A stills gallery consists of 53 black and white publicity photos, capturing make-up work, scenes, and some staged behind the scenes.

In the trailer for her film debut, teenaged former Chicago dental assistant Kathleen Burke is credited solely as The Panther Woman. Sadly, you probably won't ever see this fun chat between "King" Ghoulardi and Ernie Anderson that's hidden on the Blu-ray. Two skulls come together as one on the menu montage upholding the Blu-ray's case and booklet design.

Last but not least, we get Island's original theatrical trailer (1:30), which credits Kathleen Burke as "The Panther Woman" and Bela Lugosi as Bela "Dracula" Lugosi.

Inaccessible by menu but found in disc exploration is a brief, goofy television interview (1:43) from Cleveland's WJW. By the magic of split-screen effects, Ernie Anderson chats with Ghoulardi, his alter ego who hosted the station's local late night "Shock Theater" program from 1963 to 1966. An opening caption explains this is where Casale and Mothersbaugh discovered Island.
Criterion doesn't really do Easter eggs, so I don't know why this fun treat is hidden or how you can access it without a BD-ROM drive and time on your hands.

The menu presents a scratchy graphic hybrid montage in the vein of the cover art that is set to the film's opening/only music. As always, Criterion's masterful disc authoring skills support bookmarks and resuming.

Though that covers everything on the disc, we must take note of something next to the disc: yet another one of Criterion's fine companion booklets. This one numbers 16 pages and serves up all the transfer, disc, and film information you could want along with more nice illustrations. The booklet's center and centerpiece is "The Beast Flesh Creeping Back", a 6-page essay by Christine Smallwood. With straightforward prose, she views the film through modern eyes, noting its influences and its casualties. The article offers a good mix of production information and critical analysis. The appealing booklet is held in a clear Blu-ray-sized, DVD-style case, which uses its transparency to display inside the animal-men's repeated laws.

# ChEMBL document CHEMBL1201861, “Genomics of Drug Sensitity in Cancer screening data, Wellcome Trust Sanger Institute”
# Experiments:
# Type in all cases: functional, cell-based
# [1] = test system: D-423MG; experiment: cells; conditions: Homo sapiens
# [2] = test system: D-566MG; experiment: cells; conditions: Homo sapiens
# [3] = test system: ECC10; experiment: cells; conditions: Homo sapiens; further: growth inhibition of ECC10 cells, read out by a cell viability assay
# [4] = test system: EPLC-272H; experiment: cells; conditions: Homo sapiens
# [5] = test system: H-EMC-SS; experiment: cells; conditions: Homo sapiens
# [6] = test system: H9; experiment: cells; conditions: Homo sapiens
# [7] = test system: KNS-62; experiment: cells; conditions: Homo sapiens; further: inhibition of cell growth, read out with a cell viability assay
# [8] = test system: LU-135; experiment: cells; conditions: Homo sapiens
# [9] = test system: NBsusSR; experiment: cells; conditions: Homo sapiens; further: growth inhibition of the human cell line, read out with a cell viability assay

Edward's fianc้e Ruth Thomas (Leila Hyams) is awoken by the scary sight... ...of this ape man breaking the bars of her window.


By today's standards, Island of Lost Souls is a tame B-movie and its artistry truly is limited. That doesn't, however, render this old horror flick any less than engrossing, fascinatingly distant from modern fare but also entirely entertaining in the narrative way intended. Criterion's Blu-ray does not surmount all the obstacles an 80-year-old movie presents, but this long overdue official disc debut highly satisfies with its nice, dramatic restoration and a sturdy two hours of bonus features highlighted by an excellent commentary and the delicious eccentricity of a Devo music video. I can't imagine anyone not getting some enjoyment out of this fine set; whether or not 1930s genre films are your cup of tea, an occasional taste is most pleasing to one's palate.

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Reviewed November 2, 2011.

Text copyright 2011 DVDizzy.com. Images copyright 1932 Paramount Pictures and 2011 The Criterion Collection and Universal Studios.
Unauthorized reproduction prohibited.